The DAO hard fork of 2016, which we previously mentioned in the context of slow decision making, again makes a great example of how a dysfunctional voting system may result in a variety of issues leading to significant losses of funds.
Compared to its on-chain counterpart, off-chain governance is a lot more similar to traditional governance structures and easier to grasp. The degree of centralization is also significantly higher and the power of authority is vested in a select few, usually community leaders or stakeholders with a better bargaining position, for example large mining associations and core developers.
Off-chain systems of governance typically involve processes outside the blockchain or ‘code’ domain — only after having reached a decision, its implications are translated into on-chain action, such as for example a soft fork or investment allocation. Thus, this governance model makes use of pre-existing regulatory and compliance mechanisms to steer a blockchain network’s future. For example, a management board is faced with a decision to introduce a new project feature and subsequently carries out a vote (in the physical space) with a certain result. Said result, now documented manually, is imported onto the underlying blockchain infrastructure for execution — not much is done via technology here, simply the execution phase.
As you’re probably guessing, off-chain governance involves a higher degree of human involvement and little use of code for decision making purposes. In the context of blockchain, this can help reduce code-based and data import mistakes. With on-chain decisions one must be extremely careful not to write a faulty code and if they do, the network’s functionality is limited or non-working by design. Blockchain’s immutability feature therefore greatly increases the human error element, thereby making the off-chain governance model a lot more helpful for networks which tend to take less total number of decisions. Similarly, it could in theory provide a more ‘expert’ opinion from the party holding the most information.
However, off-chain governance is often tied to transparency issues. As decisions can be made behind closed doors and the network constituents are only able to see the output of those, one may logically question the validity behind decision making processes. Coupled with having a select few (usually a type of a board) in charge of steering the course of a project, you arrive at the initial point of concern that lead to blockchain’s development — stripping away central authorities and vesting power within the network and all its participants.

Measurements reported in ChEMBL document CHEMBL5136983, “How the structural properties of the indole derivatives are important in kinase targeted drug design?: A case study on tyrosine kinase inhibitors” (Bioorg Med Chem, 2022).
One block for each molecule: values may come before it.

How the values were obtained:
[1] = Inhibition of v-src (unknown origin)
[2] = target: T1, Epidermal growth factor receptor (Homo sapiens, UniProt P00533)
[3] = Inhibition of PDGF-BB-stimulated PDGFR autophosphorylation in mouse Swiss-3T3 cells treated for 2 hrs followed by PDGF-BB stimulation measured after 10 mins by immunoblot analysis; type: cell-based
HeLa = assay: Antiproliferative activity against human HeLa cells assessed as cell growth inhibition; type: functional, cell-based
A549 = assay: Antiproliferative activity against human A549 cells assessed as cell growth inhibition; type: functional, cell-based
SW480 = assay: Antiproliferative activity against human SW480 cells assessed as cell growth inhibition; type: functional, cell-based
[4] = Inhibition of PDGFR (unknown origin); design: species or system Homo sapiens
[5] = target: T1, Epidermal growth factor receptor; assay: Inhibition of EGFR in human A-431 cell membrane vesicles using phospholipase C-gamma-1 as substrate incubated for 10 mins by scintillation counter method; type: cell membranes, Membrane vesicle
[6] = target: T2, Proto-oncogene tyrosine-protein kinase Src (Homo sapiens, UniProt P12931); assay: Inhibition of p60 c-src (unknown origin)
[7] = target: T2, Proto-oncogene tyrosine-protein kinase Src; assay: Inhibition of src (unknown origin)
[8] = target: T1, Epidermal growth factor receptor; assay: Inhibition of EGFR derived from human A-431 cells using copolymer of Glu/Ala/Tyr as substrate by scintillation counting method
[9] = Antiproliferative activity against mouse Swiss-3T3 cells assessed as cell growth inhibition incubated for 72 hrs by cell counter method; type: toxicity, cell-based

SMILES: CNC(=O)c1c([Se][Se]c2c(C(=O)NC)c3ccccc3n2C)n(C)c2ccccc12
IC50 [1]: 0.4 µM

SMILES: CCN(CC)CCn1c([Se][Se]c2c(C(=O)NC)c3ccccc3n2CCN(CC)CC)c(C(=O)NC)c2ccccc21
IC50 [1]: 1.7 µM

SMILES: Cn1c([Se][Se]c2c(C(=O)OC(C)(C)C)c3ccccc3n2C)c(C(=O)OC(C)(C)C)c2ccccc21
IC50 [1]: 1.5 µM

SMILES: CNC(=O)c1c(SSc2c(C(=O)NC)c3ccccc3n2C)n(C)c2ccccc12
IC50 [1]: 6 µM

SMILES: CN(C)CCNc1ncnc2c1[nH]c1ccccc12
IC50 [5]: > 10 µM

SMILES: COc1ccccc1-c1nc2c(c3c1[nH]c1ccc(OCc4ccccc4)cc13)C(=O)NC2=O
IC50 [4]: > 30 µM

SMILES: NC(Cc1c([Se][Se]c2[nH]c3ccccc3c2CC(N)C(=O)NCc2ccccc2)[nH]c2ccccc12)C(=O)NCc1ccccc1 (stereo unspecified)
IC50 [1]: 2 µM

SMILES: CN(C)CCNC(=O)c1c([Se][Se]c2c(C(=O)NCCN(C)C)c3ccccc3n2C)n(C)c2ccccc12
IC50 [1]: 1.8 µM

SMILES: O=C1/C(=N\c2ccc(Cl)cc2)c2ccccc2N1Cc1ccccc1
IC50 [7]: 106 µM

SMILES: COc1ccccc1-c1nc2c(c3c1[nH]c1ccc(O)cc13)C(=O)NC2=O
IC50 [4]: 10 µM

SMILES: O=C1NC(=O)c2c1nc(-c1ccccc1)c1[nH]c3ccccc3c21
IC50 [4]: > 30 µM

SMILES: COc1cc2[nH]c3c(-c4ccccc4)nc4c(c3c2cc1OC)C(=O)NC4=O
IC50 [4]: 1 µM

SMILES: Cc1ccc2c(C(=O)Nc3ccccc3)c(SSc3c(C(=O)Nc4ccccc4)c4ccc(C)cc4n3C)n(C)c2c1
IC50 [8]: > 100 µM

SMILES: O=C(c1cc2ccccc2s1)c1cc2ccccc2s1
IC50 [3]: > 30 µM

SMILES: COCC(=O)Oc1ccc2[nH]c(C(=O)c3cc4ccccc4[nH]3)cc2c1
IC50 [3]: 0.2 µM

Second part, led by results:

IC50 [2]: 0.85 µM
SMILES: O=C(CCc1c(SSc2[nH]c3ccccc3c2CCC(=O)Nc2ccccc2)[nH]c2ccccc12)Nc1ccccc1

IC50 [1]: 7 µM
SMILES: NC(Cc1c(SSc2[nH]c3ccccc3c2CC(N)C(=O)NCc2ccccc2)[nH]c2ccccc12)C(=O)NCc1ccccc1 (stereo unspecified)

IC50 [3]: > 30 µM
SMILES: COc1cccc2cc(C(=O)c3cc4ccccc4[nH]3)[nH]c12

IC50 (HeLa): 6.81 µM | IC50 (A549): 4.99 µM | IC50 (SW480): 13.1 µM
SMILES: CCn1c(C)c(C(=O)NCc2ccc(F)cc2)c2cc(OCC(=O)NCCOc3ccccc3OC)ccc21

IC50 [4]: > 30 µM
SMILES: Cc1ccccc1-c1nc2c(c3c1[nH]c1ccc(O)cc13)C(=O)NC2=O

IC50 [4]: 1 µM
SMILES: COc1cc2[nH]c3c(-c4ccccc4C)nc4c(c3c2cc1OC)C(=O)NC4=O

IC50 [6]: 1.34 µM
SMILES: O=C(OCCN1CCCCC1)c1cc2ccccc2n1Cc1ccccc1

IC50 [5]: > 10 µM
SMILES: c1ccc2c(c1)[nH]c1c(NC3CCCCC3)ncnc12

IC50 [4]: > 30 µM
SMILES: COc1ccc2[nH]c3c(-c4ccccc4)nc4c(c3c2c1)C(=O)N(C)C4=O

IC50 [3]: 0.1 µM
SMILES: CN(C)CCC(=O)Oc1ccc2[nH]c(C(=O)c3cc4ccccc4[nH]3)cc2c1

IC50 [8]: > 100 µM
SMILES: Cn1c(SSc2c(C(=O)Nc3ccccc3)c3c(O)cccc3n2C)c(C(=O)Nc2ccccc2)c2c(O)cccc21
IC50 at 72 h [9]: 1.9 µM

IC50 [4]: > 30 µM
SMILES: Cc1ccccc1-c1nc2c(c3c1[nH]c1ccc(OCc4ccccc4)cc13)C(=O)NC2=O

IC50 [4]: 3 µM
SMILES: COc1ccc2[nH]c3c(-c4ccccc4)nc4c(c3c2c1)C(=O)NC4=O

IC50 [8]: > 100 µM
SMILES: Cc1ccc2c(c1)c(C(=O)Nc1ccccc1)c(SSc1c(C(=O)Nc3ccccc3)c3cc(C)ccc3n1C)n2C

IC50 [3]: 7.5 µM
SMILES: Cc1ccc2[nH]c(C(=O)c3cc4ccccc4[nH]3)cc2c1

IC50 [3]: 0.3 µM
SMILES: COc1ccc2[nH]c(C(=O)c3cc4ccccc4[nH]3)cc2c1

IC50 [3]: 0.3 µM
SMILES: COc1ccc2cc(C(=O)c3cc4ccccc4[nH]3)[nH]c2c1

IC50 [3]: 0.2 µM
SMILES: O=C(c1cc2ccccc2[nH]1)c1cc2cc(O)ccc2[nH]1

After having discussed the different governance models, we will now turn to their practical applications within existing blockchain networks. The examples given are some of the more prominent projects tied to governance-based discussions.
Who’s doing what? — Some more prominent examples of blockchain governance models in action
Bitcoin is the most prominent open-source blockchain network and most commonly used decentralized governance model example. Contrary to some opinions, the main decision makers within Bitcoin are the users and the miners, not the Bitcoin Core Development team or an active project lead such as Ethereum’s very own Vitalik Buterin.
It could very well be also argued that Bitcoin’s governance model is a mix between on- and off-chain governance, taking into account the role of community leaders outside the actual code.
The Bitcoin protocol is open and it does not have any special requirements for potential participants with the sole of exception of following the said protocol, most of which still follows the original one from Satoshi Nakamoto. Any ‘code-abiding’ citizen is therefore able to actively partake in Bitcoin’s development as long as they are able to supply extra computing power in return.